The first thing you want to talk about is that your child should not engage. This may go against your grain. When I was young, the accepted wisdom was to fight the bully because bullies are usually cowards who back down when they learn that you will stand up for yourself. But this is a different day and age. School administrators have zero tolerance for physical altercations and will bring in the police. Your child may end up with a police record, regardless of the circumstances. So, when your child is bullied, it is best to not engage with fists, but to go find a teacher or authority figure and tell them what is happening. If there is not an authority figure to tell, your child can wait and tell you later. Let him or her know that you will not be mad at them and you will help them.
2.- Talk about why mimicking is a bad idea.
It is a bad idea to follow along with bullies and mimic what they do. Explain why a bully is not a good choice for a friend. I Corinthians 15:33 says, “Bad company corrupts good morals.” And that is true. That child will only lead your child into antisocial behavior and trouble. If and when the bully changes his or her ways, then maybe friendship would be okay, but not while the child is still actively bullying others.
3.- Talk about having some backup.
A good suggestion is for your child to create an alliance with other good kids where they promise to stand up for one another if another child ever starts bullying anyone in the alliance. The alliance should never become a bullying group themselves, however. It’s simply friends having each other’s backs. When someone in the alliance gets bullied, that child lets the other friends know and when they see the bully approach their friend, they gather around him and stand their ground while one child goes and gets the playground teacher. Almost always, the bully will stop the bullying when that happens. This is a good life-lesson, to stand up for what is right and be a dependable friend.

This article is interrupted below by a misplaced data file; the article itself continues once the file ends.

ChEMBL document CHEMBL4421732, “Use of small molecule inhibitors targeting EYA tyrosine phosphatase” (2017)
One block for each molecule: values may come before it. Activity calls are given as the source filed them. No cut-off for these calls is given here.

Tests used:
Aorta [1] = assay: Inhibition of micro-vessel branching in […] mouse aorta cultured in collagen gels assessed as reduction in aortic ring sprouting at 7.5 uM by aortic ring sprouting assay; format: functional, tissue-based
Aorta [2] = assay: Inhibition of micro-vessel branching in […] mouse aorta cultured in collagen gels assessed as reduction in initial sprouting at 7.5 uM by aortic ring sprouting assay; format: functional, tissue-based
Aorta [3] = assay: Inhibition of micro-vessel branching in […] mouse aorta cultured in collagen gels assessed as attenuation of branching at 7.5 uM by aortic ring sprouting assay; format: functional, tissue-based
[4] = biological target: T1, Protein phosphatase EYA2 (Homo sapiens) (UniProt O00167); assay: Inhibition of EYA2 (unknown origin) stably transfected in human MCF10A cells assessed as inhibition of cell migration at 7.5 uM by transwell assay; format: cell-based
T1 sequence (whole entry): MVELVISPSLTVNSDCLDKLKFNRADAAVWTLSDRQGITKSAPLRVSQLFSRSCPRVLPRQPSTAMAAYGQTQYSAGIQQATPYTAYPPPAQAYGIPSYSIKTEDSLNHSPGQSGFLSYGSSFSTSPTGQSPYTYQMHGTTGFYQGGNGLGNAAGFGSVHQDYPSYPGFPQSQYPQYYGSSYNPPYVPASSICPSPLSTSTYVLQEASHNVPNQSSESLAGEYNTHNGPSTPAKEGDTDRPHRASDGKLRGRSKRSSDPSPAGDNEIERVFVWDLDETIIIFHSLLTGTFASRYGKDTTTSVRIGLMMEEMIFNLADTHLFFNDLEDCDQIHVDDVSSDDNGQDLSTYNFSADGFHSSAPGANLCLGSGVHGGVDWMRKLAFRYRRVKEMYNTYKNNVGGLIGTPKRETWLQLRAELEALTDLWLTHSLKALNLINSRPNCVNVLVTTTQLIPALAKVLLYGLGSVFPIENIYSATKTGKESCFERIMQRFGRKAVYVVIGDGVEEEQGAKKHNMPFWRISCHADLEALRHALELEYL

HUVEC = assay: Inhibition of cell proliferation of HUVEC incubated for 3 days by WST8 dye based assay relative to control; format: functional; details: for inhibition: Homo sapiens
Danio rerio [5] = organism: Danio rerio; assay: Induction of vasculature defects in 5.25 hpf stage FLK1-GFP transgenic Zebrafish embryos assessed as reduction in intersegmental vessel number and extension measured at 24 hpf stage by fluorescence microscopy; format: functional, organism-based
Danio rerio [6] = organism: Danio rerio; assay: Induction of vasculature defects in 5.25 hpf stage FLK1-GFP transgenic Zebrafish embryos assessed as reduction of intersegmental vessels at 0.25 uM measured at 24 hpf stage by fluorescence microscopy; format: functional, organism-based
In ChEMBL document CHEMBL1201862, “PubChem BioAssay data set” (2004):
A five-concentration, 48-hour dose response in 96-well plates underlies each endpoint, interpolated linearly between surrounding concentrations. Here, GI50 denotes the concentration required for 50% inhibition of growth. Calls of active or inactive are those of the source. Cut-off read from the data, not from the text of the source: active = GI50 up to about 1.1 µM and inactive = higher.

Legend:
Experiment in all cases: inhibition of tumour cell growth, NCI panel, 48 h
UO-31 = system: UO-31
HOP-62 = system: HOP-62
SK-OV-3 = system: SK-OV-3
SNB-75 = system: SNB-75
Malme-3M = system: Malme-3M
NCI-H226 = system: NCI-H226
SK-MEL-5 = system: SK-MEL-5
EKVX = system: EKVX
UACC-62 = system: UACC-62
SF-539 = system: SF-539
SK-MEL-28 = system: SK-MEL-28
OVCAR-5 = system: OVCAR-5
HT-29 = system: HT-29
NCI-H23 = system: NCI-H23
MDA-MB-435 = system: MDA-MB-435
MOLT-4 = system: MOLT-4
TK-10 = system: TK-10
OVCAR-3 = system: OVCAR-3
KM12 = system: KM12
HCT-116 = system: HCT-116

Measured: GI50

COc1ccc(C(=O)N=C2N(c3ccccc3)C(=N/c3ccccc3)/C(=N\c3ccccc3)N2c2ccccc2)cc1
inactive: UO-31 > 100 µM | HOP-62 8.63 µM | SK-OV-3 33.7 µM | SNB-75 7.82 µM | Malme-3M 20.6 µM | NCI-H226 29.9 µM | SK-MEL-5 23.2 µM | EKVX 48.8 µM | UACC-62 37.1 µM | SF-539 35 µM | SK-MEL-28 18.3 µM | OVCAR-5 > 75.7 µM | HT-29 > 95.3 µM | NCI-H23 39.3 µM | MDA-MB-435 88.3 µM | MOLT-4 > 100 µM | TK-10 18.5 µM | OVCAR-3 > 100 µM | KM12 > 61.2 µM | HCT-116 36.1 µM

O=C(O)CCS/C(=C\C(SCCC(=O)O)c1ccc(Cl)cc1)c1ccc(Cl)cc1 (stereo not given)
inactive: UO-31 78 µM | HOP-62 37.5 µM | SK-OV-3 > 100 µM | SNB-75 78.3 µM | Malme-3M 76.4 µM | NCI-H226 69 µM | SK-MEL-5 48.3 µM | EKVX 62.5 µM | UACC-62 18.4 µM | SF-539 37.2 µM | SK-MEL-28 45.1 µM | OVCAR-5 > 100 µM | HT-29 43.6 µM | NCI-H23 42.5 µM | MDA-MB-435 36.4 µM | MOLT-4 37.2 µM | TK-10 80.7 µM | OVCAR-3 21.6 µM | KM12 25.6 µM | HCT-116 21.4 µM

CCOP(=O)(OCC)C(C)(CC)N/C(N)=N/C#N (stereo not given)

Talk About What You Will Do About Bullying
Finally, let your child know what you will do if and when he or she is ever bullied. You will contact the school and meet with the teacher and principal. Most schools have bullying education programs that encourage respect, support, and empathy with other children. They will be glad to work with you and your child about what is happening with the bully. In extreme situations, you may need to go beyond the school officials and go to the police, though this is a last resort. The number one priority in your response is the welfare of your child. It is important, if you have to step in, that your child sees you responding with a level head and not a hot head.
If you need help talking about bullying with your child, I urge you to read more about family therapy and then reach out to us at Christian Counseling Associates for help. I specialize in working with clients on parenting skills, and would be glad to work with you in our Grapevine office.
A.J. Molina is a Licensed Professional Counselor at Christian Counseling Associates in Grapevine. He holds a Master’s Degree in Marriage and Family Therapy from LeTourneau University. He is also a Certified Life Coach with the Dale Carnegie Highest Achievement Award. He is a SYMBIS (Save Your Marriage Before It Starts) Facilitator, as well as a Prepare/Enrich Facilitator. He is a member of the American Association for Marriage and Family Therapy and the Psi Chi International Honor Society.